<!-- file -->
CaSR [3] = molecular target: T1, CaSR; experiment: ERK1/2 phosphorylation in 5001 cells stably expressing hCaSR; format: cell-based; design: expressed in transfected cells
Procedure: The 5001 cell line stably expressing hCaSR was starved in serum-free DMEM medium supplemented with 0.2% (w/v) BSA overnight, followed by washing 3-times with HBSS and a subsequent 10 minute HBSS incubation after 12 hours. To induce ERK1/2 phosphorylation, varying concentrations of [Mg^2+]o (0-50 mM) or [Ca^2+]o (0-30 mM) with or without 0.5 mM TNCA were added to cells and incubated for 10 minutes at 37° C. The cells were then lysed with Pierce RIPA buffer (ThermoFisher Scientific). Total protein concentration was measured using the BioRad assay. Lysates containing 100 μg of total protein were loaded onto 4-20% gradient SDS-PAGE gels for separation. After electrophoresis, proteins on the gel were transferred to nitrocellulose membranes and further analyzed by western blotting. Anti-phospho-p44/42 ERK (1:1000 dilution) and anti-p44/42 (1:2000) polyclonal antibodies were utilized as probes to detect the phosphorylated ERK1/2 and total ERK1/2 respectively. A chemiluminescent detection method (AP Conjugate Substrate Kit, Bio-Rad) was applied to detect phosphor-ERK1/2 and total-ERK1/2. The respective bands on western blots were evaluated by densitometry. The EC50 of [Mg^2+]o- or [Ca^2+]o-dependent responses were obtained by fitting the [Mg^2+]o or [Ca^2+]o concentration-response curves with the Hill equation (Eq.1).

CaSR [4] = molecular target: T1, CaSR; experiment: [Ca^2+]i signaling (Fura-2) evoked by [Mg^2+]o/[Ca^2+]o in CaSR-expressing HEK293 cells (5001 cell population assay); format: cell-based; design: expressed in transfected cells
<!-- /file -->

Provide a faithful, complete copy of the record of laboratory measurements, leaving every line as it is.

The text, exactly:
CaSR [3] = molecular target: T1, CaSR; experiment: ERK1/2 phosphorylation in 5001 cells stably expressing hCaSR; format: cell-based; design: expressed in transfected cells
Procedure: The 5001 cell line stably expressing hCaSR was starved in serum-free DMEM medium supplemented with 0.2% (w/v) BSA overnight, followed by washing 3-times with HBSS and a subsequent 10 minute HBSS incubation after 12 hours. To induce ERK1/2 phosphorylation, varying concentrations of [Mg^2+]o (0-50 mM) or [Ca^2+]o (0-30 mM) with or without 0.5 mM TNCA were added to cells and incubated for 10 minutes at 37° C. The cells were then lysed with Pierce RIPA buffer (ThermoFisher Scientific). Total protein concentration was measured using the BioRad assay. Lysates containing 100 μg of total protein were loaded onto 4-20% gradient SDS-PAGE gels for separation. After electrophoresis, proteins on the gel were transferred to nitrocellulose membranes and further analyzed by western blotting. Anti-phospho-p44/42 ERK (1:1000 dilution) and anti-p44/42 (1:2000) polyclonal antibodies were utilized as probes to detect the phosphorylated ERK1/2 and total ERK1/2 respectively. A chemiluminescent detection method (AP Conjugate Substrate Kit, Bio-Rad) was applied to detect phosphor-ERK1/2 and total-ERK1/2. The respective bands on western blots were evaluated by densitometry. The EC50 of [Mg^2+]o- or [Ca^2+]o-dependent responses were obtained by fitting the [Mg^2+]o or [Ca^2+]o concentration-response curves with the Hill equation (Eq.1).

CaSR [4] = molecular target: T1, CaSR; experiment: [Ca^2+]i signaling (Fura-2) evoked by [Mg^2+]o/[Ca^2+]o in CaSR-expressing HEK293 cells (5001 cell population assay); format: cell-based; design: expressed in transfected cells